OECD, France, and IZA, Germany
IZA World of Labor role
Labor economics, education economics, development economics
Positions/functions as a policy advisor
Economist, Africa Development Bank; Economic Adviser, UK Civil Service
PhD Economics, Royal Holloway, University of London, 2011
"University rankings: Do they matter in the UK?" Education Economics 23:2 (2015): 137–161.
"Wage inequality and cognitive skills: Re-opening the debate." In: Education, Skills, and Technical Change: Implications for Future U.S. GDP Growth. National Bureau of Economic Research, 2015 (with G. Quintini and M. Vandeweyer).
"The returns to education in Africa: Some new estimates." Journal of Development Studies 50:12 (2014): 1593–1613 (with M. Barouni).
"Does offering more science at school increase the supply of scientists?" Education Economics 21:4 (2013): 325–342.
"Tackling graduate unemployment in North Africa through employment subsidies: A look at the SIVP programme in Tunisia." IZA Journal of Labor Policy 2:1 (2013): 1–19.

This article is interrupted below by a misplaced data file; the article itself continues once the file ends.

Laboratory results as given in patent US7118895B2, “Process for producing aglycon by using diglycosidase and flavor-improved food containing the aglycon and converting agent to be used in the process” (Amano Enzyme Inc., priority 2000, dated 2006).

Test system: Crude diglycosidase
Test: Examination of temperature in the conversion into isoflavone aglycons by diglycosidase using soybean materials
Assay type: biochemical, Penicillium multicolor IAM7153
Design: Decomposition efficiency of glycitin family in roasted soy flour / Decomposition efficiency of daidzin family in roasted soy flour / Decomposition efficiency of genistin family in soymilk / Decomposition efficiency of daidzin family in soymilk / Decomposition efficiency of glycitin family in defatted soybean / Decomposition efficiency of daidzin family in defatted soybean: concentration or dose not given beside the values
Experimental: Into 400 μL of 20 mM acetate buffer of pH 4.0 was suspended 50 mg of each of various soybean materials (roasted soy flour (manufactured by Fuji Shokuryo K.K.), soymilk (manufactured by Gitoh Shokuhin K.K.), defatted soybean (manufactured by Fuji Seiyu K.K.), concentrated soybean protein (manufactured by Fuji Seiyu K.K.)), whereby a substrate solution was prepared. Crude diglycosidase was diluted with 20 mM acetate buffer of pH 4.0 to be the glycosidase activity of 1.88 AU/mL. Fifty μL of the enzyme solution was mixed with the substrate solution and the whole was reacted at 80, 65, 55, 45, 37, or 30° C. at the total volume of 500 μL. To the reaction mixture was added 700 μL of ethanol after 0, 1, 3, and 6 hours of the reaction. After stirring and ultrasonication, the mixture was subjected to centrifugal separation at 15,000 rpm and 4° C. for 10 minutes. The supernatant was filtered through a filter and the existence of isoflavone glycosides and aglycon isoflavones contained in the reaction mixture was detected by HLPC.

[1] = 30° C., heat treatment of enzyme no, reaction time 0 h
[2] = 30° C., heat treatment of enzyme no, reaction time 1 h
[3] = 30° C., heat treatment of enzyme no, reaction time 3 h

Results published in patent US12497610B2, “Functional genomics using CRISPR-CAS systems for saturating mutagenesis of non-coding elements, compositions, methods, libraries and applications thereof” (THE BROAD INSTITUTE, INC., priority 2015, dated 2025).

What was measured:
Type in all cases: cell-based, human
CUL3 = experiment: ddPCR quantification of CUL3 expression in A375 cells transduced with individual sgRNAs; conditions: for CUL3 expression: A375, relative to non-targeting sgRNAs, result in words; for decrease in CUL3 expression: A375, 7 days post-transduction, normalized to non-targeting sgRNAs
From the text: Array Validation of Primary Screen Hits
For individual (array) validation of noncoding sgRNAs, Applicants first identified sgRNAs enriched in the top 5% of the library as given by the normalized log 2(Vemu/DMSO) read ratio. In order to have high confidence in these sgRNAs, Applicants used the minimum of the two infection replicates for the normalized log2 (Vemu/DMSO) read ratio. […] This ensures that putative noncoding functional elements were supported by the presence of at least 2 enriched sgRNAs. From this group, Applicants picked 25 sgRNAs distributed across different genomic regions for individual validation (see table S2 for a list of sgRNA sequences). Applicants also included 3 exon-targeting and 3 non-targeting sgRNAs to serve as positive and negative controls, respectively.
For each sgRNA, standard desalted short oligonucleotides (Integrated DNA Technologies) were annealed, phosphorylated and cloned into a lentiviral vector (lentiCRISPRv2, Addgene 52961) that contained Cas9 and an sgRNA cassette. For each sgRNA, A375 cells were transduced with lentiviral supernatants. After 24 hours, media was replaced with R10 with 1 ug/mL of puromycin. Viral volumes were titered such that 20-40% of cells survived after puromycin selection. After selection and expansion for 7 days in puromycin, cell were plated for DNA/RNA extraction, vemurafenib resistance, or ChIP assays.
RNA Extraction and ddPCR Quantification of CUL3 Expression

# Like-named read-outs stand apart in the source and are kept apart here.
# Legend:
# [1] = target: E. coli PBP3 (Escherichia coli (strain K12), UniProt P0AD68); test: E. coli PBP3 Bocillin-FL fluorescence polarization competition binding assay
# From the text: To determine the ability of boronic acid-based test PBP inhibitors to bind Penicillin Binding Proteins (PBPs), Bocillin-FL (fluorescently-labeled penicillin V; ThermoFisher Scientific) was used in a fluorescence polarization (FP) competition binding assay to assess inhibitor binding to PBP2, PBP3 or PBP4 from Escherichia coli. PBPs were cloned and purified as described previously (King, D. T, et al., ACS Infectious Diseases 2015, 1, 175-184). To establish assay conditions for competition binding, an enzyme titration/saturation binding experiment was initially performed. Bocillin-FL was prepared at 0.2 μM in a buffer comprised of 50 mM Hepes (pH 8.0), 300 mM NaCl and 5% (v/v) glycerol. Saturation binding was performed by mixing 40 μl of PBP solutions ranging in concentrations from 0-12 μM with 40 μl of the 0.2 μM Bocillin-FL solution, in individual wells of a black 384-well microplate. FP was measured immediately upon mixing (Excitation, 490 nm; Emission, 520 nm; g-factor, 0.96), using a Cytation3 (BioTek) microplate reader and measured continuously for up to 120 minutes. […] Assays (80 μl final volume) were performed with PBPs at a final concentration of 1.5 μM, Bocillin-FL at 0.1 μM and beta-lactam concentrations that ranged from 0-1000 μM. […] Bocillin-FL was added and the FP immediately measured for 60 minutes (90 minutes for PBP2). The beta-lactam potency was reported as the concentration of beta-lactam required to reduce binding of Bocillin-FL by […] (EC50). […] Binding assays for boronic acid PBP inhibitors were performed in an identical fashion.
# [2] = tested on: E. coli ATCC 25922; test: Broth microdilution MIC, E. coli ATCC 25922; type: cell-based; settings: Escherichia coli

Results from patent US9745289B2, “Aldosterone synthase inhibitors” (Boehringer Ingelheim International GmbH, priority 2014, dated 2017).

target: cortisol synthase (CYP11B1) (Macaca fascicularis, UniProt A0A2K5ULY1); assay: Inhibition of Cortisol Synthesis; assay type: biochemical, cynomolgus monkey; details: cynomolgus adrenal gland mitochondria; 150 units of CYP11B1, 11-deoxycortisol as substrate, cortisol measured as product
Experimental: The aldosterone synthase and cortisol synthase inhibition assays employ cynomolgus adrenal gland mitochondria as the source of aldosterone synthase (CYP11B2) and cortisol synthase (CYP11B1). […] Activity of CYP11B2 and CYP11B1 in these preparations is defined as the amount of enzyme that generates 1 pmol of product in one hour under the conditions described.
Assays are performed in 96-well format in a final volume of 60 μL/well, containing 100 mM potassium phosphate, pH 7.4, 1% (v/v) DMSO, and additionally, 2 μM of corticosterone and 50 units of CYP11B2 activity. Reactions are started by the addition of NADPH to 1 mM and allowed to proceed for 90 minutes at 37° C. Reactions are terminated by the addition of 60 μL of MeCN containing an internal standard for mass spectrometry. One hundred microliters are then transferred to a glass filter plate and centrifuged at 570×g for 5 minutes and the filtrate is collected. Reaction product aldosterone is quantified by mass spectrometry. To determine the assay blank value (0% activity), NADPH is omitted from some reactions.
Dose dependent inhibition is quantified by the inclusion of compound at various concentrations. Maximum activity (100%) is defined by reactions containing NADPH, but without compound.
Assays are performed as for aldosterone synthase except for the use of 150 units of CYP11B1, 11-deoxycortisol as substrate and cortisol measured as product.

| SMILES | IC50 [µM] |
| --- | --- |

Policies to tackle wage inequality should focus on skills alongside reform of labor market institutionsStijn Broecke, February 2016Policymakers in many OECD countries are increasingly concerned about high and rising inequality. Much of the evidence (as far back as Adam Smith’s The Wealth of Nations) points to the importance of skills in tackling wage inequality. Yet a recent strand of the research argues that (cognitive) skills explain little of the cross-country differences in wage inequality. Does this challenge the received wisdom on the relationship between skills and wage inequality? No, because this recent research fails to account for the fact that the price of skill (and thus wage inequality) is determined to a large extent by the match of skill supply and demand.MoreLess